News In Brief
In a massive crime bust, federal authorities charged 120 people with securities fraud, exposing heavy mob influence on Wall Street. Charges of racketeering, securities fraud, solicitation of murder, money laundering, and extortion were brought against members of the La Cosa Nostra crime family and a host of securities professionals. The scheme, unearthed by the Securities and Exchange Commission and the US Attorney's office, bilked investors of at least $50 million.
The House overwhelmingly approved legislation making online signatures legally binding. Similar measures were approved last year, but new provisions were added to protect consumers from fraud and abuse. The bill would allow consumers to buy a car or take out a mortgage with a few mouse clicks. Sensitive documents such as wills are exempted from the legislation, which is expected to clear the Senate and be signed by President Clinton. Analysts say the bill could save businesses hundreds of millions of dollars in mail and paper costs.
On a strict party-line vote, the House also passed an annual spending bill for sharply contested education, health, and labor programs. Although the bill boosts spending in many areas, Republicans cut several Clinton proposals, setting the stage for an election-year veto showdown. Clinton also threatened vetoes on House passage of another spending bill and cuts in government subsidies for fuel efficiency research.
The highest-ranking US military officer yet suspected of espionage was arrested in Florida, accused of passing secret documents to the Soviet KGB. Retired Army Reserve Col. George Trofimoff was charged in a federal indictment with selling information between 1969 and 1994 that revealed US knowledge of Soviet military capabilities. Two defense officials said they believed Trofimoff's spying did not constitute a high security risk.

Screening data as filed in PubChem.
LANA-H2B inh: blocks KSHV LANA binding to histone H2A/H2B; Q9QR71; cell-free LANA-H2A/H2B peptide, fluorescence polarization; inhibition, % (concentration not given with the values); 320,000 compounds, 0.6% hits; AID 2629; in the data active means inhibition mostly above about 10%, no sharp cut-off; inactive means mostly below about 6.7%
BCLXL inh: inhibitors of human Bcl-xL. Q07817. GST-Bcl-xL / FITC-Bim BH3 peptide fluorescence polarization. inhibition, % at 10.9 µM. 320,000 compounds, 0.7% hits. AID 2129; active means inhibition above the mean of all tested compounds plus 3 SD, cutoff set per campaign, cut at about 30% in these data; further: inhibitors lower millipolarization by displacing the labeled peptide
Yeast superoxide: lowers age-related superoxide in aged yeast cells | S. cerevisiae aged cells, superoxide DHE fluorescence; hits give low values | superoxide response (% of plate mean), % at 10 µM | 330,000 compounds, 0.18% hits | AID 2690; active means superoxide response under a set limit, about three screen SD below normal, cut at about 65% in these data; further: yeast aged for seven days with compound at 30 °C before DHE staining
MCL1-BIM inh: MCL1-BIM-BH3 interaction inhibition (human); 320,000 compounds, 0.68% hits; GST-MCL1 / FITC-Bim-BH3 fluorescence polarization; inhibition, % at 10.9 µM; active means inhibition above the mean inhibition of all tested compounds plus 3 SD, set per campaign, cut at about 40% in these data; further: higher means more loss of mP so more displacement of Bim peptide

Latino students must narrow achievement gaps in education, a White House strategy session was expected to urge. In a meeting with Latino leaders, educators, and school officials, the White House is set to unveil a set of goals to improve student performance. Key among them is a commitment to ensure all Latino high school graduates are proficient in English. Other goals call for increased participation in preschool programs, improved test scores, and higher graduation rates. Officials hope to conceive plans for achieving the goals by 2010.
A federal appeals court dropped manslaughter charges against an FBI agent who fatally shot the wife of white separatist Randy Weaver during the 1992 standoff at Ruby Ridge, Idaho. The panel dismissed the charges against Lon Horiuchi, ruling that the sharpshooter was acting in his official duty. FBI director Louis Freeh praised the decision.
Elian Gonzalez's Miami relatives asked the full 11th US Circuit Court of Appeals to reverse a decision that enables the 6-year-old to return to Cuba with his father. An earlier ruling by three of the court's 12 judges denied Elian the right to an asylum hearing.
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